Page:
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Journal of Wood Science

, Volume 61, Issue 2, pp 128–135 | Cite as

Observation of machined surface and subsurface structure of hinoki (Chamaecyparis obtusa) produced in slow-speed orthogonal cutting using X-ray computed tomography

  • Yosuke MatsudaEmail author
  • Yuko Fujiwara
  • Yoshihisa Fujii
Original article

Abstract

X-ray computed tomography (CT) was applied to non-destructive observation of machined surface and subsurface structure of hinoki (Chamaecyparis obtusa) produced in slow-speed orthogonal cutting. The cutting experiments were conducted under several cutting conditions and the chip formations were observed with a high-speed camera to be classified into four chip types. The difference in the quality of the machined surfaces produced in four types of chip formation was investigated. During type 0 chip formation, the workpiece was cut almost exactly at the path of the cutting edge, so no deformation was found on and beneath the machined surface. During type I chip formation, the direction of the fore-split, which is dependent on the arrangement of cells, determined the machined surface. During type II chip formation, the cutting tool sometimes tore part of the workpiece below the path of the cutting edge and the tore part was then compressed by the tool, remaining on the machined surface. During type III chip formation, part of the workpiece above the path of the cutting edge was compressed by the tool, instead of being removed as a chip, so the compression occurred in wide area. The relationship between the formation of the machining defects such as torn grain or the compressed cells and the way chip is separated, deformed, or removed was clarified in this study.

Keywords

Chip type Orthogonal cutting Surface quality X-ray computed tomography 

Introduction

In a wood cutting process, a series of small destructions occur in the wood ahead of a sharp edge of a cutting tool as the cutting edge passes. The wood above the path of the edge is removed as a chip, and a new machined surface is produced.

One of the purposes of wood cutting is to obtain satisfactory machined surface. The machined surface of good quality is considered to be formed when the workpiece is cut exactly at the path of the cutting edge, meaning that the workpiece above the path of the edge is completely removed and no machining defects such as torn grain, fuzzy grain, or any other destructions would be found. In addition, as Scholz et al. [1] mentioned, no compressed cells should be found on and beneath the surface, since they may absorb moisture and swell, causing rough surface. Some studies have been done observing both the machined surface and subsurface structure; although the workpiece was cut at a plane normal to the machined surface to be observed with microscope, so the procedure was destructive and might have changed shapes of cells observed [2, 3, 4].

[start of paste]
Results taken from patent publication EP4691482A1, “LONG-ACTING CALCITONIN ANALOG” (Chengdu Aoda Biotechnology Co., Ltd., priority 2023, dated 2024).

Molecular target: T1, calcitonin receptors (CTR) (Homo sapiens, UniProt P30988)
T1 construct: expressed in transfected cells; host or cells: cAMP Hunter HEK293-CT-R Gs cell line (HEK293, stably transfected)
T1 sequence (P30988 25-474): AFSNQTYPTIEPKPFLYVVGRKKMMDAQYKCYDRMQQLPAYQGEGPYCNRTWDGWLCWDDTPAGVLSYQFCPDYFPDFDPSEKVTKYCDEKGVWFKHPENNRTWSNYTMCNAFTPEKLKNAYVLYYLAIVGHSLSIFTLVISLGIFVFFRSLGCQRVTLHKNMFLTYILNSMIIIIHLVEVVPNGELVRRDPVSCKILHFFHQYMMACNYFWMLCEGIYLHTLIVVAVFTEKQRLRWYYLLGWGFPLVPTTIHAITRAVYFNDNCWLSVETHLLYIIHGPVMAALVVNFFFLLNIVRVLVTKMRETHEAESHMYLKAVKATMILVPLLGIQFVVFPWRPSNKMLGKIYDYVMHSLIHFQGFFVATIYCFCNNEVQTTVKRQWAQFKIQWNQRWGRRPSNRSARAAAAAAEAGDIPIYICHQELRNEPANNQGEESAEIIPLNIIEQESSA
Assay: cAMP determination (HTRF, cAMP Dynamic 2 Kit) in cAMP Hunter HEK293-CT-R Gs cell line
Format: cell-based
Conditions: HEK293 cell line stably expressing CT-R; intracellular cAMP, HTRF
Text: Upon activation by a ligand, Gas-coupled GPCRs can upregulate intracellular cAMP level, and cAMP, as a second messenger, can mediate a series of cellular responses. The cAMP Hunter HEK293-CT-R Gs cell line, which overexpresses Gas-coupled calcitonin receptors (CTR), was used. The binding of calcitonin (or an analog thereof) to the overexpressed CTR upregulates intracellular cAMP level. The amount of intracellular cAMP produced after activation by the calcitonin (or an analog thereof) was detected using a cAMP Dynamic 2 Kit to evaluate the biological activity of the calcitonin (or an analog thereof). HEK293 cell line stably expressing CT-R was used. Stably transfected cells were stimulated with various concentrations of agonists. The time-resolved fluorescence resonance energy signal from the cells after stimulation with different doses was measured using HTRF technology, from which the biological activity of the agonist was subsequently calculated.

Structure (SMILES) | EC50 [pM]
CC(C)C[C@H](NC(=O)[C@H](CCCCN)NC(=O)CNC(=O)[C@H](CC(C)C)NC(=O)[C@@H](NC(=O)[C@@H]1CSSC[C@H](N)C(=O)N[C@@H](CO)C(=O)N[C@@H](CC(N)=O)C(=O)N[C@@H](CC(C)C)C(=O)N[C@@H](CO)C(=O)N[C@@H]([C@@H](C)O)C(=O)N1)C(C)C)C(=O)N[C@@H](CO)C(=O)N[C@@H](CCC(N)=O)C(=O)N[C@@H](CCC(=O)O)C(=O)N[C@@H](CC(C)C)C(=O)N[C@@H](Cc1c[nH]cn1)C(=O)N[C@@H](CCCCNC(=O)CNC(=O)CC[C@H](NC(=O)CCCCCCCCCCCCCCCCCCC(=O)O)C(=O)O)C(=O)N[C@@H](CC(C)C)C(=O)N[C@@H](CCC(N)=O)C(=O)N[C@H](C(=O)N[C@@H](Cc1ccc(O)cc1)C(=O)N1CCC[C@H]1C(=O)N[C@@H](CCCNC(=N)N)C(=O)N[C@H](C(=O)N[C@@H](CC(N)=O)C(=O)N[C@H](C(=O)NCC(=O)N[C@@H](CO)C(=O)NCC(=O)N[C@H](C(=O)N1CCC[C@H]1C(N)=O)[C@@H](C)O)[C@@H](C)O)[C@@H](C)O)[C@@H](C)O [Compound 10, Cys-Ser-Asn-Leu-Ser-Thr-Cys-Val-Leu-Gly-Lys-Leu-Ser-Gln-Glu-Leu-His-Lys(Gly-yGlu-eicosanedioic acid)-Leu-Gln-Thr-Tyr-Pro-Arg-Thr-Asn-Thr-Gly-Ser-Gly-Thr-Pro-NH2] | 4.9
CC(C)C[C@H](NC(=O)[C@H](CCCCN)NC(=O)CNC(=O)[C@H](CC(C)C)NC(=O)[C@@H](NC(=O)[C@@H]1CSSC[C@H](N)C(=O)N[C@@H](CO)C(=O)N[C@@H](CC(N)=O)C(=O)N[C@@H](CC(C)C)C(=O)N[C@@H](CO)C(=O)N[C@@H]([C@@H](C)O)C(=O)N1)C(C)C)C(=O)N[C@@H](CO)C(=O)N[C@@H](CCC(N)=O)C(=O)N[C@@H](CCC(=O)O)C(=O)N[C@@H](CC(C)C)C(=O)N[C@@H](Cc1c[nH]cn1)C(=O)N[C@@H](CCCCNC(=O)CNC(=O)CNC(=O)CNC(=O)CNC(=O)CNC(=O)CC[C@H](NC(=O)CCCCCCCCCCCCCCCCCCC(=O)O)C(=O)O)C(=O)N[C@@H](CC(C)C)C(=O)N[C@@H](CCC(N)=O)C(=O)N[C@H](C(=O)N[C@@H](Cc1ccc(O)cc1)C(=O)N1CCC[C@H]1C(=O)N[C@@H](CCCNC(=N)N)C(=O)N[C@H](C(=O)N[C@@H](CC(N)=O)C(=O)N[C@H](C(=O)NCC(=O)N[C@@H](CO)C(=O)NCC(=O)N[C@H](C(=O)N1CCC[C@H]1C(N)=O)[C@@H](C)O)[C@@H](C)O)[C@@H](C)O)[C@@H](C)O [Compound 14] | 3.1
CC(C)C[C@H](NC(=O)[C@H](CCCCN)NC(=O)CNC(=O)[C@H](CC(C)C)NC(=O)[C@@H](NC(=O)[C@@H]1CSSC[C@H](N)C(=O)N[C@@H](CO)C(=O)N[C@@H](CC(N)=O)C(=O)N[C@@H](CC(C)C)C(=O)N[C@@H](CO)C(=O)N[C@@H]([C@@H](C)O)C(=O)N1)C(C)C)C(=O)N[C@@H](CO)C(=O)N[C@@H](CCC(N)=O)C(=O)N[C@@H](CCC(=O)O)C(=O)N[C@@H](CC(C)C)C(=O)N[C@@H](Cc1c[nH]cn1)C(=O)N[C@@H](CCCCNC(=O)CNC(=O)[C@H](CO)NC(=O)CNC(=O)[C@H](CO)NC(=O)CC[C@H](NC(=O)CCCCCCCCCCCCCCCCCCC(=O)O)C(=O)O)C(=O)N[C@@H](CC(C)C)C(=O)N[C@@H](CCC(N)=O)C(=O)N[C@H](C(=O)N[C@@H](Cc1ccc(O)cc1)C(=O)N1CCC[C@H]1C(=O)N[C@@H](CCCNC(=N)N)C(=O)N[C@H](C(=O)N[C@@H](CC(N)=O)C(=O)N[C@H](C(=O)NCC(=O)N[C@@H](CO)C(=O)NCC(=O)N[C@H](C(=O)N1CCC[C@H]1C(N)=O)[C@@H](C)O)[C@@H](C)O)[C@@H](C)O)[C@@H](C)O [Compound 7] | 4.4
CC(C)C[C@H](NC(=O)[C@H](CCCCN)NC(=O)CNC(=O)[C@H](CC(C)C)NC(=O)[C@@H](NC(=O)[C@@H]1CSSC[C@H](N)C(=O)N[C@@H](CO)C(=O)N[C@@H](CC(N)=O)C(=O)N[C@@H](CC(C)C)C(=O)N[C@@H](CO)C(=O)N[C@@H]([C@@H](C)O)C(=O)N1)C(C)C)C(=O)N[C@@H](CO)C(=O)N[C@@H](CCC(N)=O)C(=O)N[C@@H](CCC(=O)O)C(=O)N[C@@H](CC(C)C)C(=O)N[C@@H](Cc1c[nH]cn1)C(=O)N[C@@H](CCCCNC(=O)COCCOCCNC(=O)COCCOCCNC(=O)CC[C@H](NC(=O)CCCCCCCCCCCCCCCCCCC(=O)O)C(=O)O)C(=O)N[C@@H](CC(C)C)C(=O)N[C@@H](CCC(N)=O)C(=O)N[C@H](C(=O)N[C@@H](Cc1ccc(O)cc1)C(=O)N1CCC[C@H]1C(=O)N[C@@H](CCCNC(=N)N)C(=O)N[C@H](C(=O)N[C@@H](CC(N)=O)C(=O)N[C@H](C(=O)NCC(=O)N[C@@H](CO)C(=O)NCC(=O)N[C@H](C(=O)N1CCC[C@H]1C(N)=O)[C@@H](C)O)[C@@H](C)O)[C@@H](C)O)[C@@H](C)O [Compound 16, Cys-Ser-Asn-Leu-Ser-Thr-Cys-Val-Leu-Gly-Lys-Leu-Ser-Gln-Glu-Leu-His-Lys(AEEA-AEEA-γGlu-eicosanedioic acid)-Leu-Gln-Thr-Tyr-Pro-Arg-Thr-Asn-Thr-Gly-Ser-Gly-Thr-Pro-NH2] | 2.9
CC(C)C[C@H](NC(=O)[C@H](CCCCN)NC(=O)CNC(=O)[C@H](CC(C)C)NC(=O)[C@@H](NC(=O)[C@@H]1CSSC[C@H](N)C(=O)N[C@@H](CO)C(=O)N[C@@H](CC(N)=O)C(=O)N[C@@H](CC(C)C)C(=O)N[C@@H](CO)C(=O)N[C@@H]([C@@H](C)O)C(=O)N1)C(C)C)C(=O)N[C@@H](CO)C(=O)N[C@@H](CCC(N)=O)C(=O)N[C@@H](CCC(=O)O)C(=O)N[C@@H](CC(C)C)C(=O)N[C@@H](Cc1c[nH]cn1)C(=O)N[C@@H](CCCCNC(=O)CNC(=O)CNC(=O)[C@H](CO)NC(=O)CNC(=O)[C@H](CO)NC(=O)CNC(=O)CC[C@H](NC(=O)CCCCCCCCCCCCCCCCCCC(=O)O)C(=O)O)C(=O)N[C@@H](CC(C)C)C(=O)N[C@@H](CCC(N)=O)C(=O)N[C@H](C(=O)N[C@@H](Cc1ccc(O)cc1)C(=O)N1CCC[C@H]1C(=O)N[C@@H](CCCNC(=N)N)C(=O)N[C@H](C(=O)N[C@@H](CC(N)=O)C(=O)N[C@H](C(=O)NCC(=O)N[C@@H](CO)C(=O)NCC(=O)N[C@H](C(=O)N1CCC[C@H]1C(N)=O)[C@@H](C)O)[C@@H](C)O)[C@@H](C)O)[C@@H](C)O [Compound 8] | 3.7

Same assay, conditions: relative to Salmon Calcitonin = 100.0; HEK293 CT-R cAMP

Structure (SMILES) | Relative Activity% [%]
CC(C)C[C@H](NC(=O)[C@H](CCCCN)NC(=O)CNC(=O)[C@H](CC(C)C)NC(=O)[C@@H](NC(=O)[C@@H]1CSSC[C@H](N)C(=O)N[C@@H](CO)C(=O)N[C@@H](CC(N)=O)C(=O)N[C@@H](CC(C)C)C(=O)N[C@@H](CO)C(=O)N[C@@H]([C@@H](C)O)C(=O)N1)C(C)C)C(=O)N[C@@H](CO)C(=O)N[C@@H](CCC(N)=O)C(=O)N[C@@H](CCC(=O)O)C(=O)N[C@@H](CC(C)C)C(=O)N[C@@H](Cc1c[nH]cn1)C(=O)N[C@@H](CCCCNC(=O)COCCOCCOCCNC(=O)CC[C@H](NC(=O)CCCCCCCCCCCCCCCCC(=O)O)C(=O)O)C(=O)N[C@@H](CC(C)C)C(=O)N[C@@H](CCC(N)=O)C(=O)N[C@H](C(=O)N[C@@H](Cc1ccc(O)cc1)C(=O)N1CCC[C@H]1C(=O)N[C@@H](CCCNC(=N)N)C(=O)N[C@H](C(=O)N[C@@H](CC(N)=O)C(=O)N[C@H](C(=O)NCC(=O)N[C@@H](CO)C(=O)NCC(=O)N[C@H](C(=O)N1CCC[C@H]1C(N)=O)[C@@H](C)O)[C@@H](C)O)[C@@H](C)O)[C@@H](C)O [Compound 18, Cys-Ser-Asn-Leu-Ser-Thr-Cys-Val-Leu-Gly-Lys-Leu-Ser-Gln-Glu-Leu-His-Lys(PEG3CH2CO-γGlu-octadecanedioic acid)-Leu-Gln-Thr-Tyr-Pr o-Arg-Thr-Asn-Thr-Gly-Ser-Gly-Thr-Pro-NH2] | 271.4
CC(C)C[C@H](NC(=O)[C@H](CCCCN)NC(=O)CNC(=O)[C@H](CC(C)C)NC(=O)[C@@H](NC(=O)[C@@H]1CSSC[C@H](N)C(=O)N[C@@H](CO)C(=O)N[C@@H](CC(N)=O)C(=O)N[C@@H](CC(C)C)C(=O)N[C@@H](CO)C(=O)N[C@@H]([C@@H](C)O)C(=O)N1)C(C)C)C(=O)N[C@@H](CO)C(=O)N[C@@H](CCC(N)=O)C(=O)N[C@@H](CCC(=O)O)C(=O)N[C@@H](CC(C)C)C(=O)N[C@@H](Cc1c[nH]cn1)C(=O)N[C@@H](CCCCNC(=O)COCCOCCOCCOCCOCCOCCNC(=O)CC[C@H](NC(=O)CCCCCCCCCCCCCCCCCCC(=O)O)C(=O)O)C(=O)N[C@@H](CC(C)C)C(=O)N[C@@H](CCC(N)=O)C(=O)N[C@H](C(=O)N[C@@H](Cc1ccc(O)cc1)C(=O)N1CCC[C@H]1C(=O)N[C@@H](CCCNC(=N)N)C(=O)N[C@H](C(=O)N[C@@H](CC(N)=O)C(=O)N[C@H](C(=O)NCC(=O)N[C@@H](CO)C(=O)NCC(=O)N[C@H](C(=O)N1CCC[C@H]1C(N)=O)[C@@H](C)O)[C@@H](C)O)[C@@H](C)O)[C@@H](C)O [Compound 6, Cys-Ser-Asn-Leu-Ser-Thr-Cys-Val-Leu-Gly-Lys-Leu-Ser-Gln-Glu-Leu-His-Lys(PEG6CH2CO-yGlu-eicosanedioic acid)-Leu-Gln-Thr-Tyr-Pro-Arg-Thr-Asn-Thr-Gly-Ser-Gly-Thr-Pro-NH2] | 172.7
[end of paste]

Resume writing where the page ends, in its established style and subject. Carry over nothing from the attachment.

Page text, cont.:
On the other hand, many studies of wood cutting have been conducted, aiming to optimize the formation of the satisfactory machined surface under different cutting conditions. In those studies, stresses and strains of wood and resultant cutting forces have been measured and analyzed [5, 6, 7, 8, 9, 10, 11]. Most importantly, Franz [12, 13] and McKenzie [14] have classified chip formation in orthogonal cutting process parallel to the grain into chip types, based on the way chips being separated, deformed, and removed, and the relation of the types to the cutting condition such as depth of cut and cutting angle has been investigated. Their studies are remarkable since those were the first studies to categorize chip formation during the cutting and their definition for each type has been used since then.

Some studies have investigated relationship of chip types to the resultant cutting force [15, 16], although the relation between the types and surface quality is not deeply discussed in these studies. Franz [12, 13] mentioned that the machined surface produced in type II chip formation is so-called of good quality. However, Franz has not conducted type 0 chip formation and it is unknown whether type II is superior or not to type 0 in terms of the surface quality. McKenzie et al. [17] conducted both inclined and orthogonal cutting, and found that changes in the occurrence of chip type induced by the inclination affect the surface quality. However, only the occurrence of defects such as raised grain or torn grain on the surface has been checked in their study, so it is uncertain whether the compressed cells, which Scholz et al. [1] mentioned, appear or not on and beneath the machined surface of each chip type.

In this study, orthogonal (90–0) cutting was conducted under several cutting conditions, and both the machined surface and subsurface structure were observed non-destructively with micro focus X-ray computed tomography (CT) system. The relation of the quality of machined surface and subsurface structure to cutting angle and depth of cut, especially difference in the appearance of the compressed cells among the chip type, was investigated.

Materials and methods